Doc. 36. battle of Port Royal, S. C. Fought November 7, 1861.
War Department order.
Letter of the Secretary of war.
The following is Capt. Gilmore
's report of the first reconnaissance of Hilton Head
Official Document.--First Reconnoissance of Hilton Head Island, S. C., made on Friday, Nov. 7, 1861, by Capt. Q. A. Gilmore, Chief Engineer E. C., escorted by the Seventh Connecticut Regiment, Col. Terry.
After landing and taking possession of the forts, General Sherman
issued the following proclamation:
Accounts by officers engaged in the battle.
The following is a portion of a private letter from Flag-officer Dupont
to the Assistant Secretary of the Navy
The following letter was received by the Secretary
of the Union Defence Committee in the city of New York
The subjoined private letter was addressed to his father in Washington
, by a non-commissioned officer on board the United States
,” commanded by the gallant Captain Drayton
, in the action:
Letter from the “Unadilla.”
The following is an extract from a private letter of an officer of the gunboat Unadilla
Charleston Mercury's account.
The battle of Port Royal
will be remembered as one of the best fought and best conducted battles which have signalized the war in which we are engaged.
If Gen. Ripley
had been appointed a general in command two months sooner, every thing would have been in a better state of preparation.
But these two previous months were wasted in doing nothing for our defence.
Within the time left to him, Gen. Ripley
did all that untiring energy and skill could accomplish, to put our coast in a state of preparation.
The two islands of Hilton Head
and Bay Point
, with their extreme limits, constitute the two points which guard the entrance to Port Royal Sound
, about three miles in width.
On these two points two forts were erected--Fort Walker
on Hilton Head
, and Fort Beauregard
on Bay Point
The time we possessed enabled us to make them only earthworks, without any protection from shells or bombs.
The island of Hilton Head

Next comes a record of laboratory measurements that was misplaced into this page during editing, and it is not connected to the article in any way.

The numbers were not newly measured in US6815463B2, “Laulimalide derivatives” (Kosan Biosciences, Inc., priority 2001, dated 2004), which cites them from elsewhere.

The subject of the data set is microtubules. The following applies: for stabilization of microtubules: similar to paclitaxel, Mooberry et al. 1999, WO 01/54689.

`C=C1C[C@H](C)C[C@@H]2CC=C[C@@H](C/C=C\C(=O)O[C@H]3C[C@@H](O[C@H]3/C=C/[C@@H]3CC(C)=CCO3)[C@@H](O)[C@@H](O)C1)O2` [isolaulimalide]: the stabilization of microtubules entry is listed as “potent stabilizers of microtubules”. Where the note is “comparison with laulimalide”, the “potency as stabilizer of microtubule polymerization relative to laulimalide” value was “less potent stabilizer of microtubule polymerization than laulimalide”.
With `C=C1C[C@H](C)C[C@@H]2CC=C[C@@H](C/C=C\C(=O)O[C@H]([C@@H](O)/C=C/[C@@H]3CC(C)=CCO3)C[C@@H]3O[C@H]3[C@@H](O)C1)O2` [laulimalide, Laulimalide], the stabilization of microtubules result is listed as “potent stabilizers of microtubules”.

was commanded by Gen. Drayton
The officers immediately superintending the artillery and conducting the fire of Fort Walker
, were Col. Wagoner
, Major Arthur Huger
, and Capt. Yates
, of the regular service, especially detailed by Gen. Ripley
to aid in directing the artillery.
commanded at Fort Beauregard
, but he generously allowed Capt. Elliott
, of the Beaufort artillery, to direct and conduct the batteries of the fort.
The day was beautiful — calm and clear, with scarcely a cloud in the heavens — just such a day as our invaders would have ordained, if they could, to carry on their operations.
In such a sketch of the battle as, amid the excitement and the thousands of baseless rumors, we are enabled to present to our readers, a brief review of the earlier events of this memorable week will not be uninteresting.
The great fleet of the enemy passed our bar on Sunday, the 3d inst., and on the following day was anchored off Port Royal
About four o'clock on Monday afternoon, Commodore Tatnall
, with his “musketo fleet,” ran out from the harbor and made the first hostile demonstration.
The immense armada of the invaders, numbering at that time, thirty-six
vessels, was drawn up in line of battle; and as our little flotilla steamed up to within a mile of them and opened its fire, the scene was an inspiriting one, but almost ludicrous in the disparity of the size of the opposing fleets.
The enemy replied to our fire almost immediately.
After an exchange of some twenty shots, Commodore Tatnall
retired, and was not pursued.
About seven o'clock on Tuesday morning several of the largest Yankee war steamers having come within range, the batteries of Forts Walker
were opened, and the steamers threw a number of shells in over our works, inflicting no damage on Fort Walker
, and but slightly wounding two of the garrison of Fort Beauregard
This engagement lasted, with short intervals, for nearly two hours, when the enemy drew off. The steamers made a similar but shorter reconnoissance on Wednesday evening, but without any important results.